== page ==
Tracey Campbell, Director of Colorado’s All-Payer Claims Database (APCD) at the Center for Improving Value in Health Care (CIVHC), writes that my recent column on states selling data from their All-Payer Claims Databases made three mistakes. First, the APCD does not contain medical records. It includes “only administrative claims information.” Second, the APCD is not exempt from the Health Insurance Portability and Accountability Act (HIPAA), the federal privacy law. In fact, it is fully compliant with all federal and state privacy requirements. Third, APCD’s data release requirements are “specifically structured to avoid any re-identification,” even in areas with small populations.
The column in question focused on protecting medical privacy. It listed data elements available in CIVHC’s “de-identified” data set and explained how individuals could be identified, potentially exposing them to unscrupulous pressure. It is an open question whether claimed APCD benefits, should they materialize, exceed the costs of medical privacy loss.
Calling CIVHC records “administrative claims” rather than medical records is a distinction without a difference. Elements of your medical record include your diagnosis, the treatment you got, who gave it, and where it was given. These items also happen to be in CIVHC’s “administrative records.”
The HIPAA fig leaf does not wear well when states authorize the involuntarily collection of health information. Though officials like to say that HIPAA sets limits on who can look at your health information, it contains exemptions for “health oversight agencies.” A state, may, for example, require physicians to report private health information on cancer cases to a state cancer registry housed at a state university. As long as the registry does not violate state law, it is HIPAA compliant even if it further discloses the private information as it sees fit. As current state law requires all payers to give patient medical data to CIVHC, it likely qualifies as an exempt health oversight agency.
Ms. Campbell says that privacy is preserved by reducing the zip codes attached to the administrative records “to the first two digits (or 000 if fewer than 20,000 people live in that zip code).” This is less than it seems. HIPAA safe harbor rules for de-identification for a public use dataset require removing all names of geographic subdivisions smaller than a state. According to CIVHC’s “de-identified” database application, its records come with an individual’s city name. HIPAA safe harbor rules also require removing all elements of dates except the year for birth date, admission dates, discharge dates, and date of death, along with all elements of dates indicative of age. CIVHC provides member age, month and year of admission date, month and year prescriptions are filled, month and year one became eligible for one’s health plan, month and year of birth date, month and year of effective plan date and month first enrolled in plan.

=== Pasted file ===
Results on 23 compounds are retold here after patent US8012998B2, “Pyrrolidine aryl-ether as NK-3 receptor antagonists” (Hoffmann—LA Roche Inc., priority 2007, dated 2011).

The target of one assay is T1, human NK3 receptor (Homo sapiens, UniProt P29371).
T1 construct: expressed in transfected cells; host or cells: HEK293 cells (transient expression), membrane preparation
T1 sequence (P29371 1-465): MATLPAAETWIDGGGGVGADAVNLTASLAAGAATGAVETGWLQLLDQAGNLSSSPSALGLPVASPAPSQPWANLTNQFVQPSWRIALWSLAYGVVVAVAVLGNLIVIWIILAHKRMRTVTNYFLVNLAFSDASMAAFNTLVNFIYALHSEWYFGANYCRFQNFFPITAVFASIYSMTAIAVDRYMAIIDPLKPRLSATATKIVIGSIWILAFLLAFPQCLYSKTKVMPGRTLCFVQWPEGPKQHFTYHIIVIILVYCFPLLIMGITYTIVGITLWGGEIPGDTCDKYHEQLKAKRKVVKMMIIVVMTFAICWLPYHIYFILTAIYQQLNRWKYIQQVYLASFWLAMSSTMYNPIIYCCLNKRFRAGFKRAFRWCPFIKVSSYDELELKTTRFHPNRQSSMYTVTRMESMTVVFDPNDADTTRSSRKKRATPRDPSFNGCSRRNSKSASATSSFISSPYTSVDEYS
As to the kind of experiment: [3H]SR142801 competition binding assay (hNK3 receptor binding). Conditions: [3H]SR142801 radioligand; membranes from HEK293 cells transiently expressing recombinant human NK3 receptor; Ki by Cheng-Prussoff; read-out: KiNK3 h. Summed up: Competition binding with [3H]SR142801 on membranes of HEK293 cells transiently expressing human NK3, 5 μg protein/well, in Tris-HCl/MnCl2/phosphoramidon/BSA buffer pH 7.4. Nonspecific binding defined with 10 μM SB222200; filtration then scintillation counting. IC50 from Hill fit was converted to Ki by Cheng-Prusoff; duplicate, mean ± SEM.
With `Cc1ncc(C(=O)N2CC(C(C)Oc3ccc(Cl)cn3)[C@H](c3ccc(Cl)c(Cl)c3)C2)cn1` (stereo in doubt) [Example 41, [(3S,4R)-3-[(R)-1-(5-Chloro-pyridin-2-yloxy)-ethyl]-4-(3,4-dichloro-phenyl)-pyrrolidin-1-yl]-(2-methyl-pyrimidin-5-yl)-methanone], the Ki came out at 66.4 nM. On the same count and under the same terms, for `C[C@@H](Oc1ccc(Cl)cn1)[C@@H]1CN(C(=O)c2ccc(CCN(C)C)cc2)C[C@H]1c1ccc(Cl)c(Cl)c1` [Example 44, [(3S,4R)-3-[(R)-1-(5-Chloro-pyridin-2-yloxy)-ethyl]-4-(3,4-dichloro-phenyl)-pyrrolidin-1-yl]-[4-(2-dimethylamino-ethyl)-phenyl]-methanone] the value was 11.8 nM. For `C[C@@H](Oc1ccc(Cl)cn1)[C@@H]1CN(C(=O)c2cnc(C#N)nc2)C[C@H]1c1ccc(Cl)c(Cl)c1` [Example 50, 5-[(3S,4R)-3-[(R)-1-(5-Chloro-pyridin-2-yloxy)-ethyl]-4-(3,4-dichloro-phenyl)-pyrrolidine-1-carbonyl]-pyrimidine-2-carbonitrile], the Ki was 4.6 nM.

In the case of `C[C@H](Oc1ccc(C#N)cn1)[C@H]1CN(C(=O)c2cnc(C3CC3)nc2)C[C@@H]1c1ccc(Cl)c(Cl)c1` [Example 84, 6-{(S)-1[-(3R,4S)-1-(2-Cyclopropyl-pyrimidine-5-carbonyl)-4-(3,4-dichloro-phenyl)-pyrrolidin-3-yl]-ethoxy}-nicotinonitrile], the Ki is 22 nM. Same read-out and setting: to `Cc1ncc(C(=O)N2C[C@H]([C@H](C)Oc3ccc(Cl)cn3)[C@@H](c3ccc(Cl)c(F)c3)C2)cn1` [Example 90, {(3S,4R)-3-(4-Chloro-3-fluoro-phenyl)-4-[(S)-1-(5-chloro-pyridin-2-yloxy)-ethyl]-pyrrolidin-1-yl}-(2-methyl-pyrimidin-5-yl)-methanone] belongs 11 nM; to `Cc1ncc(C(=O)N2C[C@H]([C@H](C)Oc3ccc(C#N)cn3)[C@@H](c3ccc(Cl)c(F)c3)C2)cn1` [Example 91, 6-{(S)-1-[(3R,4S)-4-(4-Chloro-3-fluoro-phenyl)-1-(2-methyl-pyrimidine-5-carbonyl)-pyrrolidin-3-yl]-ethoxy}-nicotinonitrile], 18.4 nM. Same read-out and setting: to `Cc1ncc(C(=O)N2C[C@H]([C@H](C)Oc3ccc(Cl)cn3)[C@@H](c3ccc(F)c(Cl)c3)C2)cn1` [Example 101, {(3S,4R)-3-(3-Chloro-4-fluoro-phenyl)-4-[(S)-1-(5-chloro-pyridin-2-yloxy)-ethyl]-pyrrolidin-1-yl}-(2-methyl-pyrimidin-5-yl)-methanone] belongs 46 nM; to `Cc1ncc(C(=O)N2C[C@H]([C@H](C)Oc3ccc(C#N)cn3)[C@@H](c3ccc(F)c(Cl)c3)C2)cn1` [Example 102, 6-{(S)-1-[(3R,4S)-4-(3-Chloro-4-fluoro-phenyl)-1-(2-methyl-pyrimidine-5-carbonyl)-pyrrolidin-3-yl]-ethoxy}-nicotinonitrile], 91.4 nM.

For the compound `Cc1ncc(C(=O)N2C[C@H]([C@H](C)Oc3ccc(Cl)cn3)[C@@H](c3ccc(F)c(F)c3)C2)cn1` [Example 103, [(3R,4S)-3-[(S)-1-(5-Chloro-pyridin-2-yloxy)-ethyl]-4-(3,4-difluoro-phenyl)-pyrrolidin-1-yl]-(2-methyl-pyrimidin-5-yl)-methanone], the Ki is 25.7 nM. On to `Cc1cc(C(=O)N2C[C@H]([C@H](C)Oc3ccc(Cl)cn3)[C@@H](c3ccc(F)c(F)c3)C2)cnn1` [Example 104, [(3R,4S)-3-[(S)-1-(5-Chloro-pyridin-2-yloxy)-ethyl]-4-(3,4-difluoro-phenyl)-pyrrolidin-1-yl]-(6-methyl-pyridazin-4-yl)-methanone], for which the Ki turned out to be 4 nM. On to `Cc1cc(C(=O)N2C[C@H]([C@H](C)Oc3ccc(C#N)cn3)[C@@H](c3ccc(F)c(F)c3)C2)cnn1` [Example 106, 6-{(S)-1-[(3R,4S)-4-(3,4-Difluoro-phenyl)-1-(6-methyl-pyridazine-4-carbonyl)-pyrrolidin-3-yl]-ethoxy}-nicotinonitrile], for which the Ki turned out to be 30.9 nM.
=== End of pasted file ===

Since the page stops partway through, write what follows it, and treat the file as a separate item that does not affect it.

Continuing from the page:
Benitez and Malin (JAMIA, 2009) looked at using Census data and state voter registration to records to re-identify HIPAA compliant health records. For Colorado, the re-identification risk from combining HIPAA safe harbor compliant records with Colorado voter registration records and Census demographic data was 0.03 percent. Adding dates and town or city raised the risk to 40 percent.
CIVHC reminds taxpayers that it operates without public funding. According to its June 2011 grant request, it plans to support itself by exchanging our medical data for grants and contracts from state agencies. It plans to charge non-state agencies for data extracts, noting that the current market cost for this data from commercially available data sets is at least $50,000. In 2014, it plans to lobby the legislature for a new “assessment schedule” on hospitals, commercial insurers, health plan administrators, pharmacies, dialysis centers, and outpatient surgical centers.
Just as “administrative data” is another term for a medical record, being “fully compliant” with HIPAA includes taking advantage of HIPAA oversight exemptions, and being “specifically structured to avoid re-identification” means raising the risk of having one’s medical record made public to 40 percent, passing an “assessment schedule” means passing a new tax to support yet another special interest group.
Without CIVHC and the APCD, Colorado residents could keep their medical records private and their money in their pockets. State legislators often say they want to help. They can prove it by repealing the APCD legislation.
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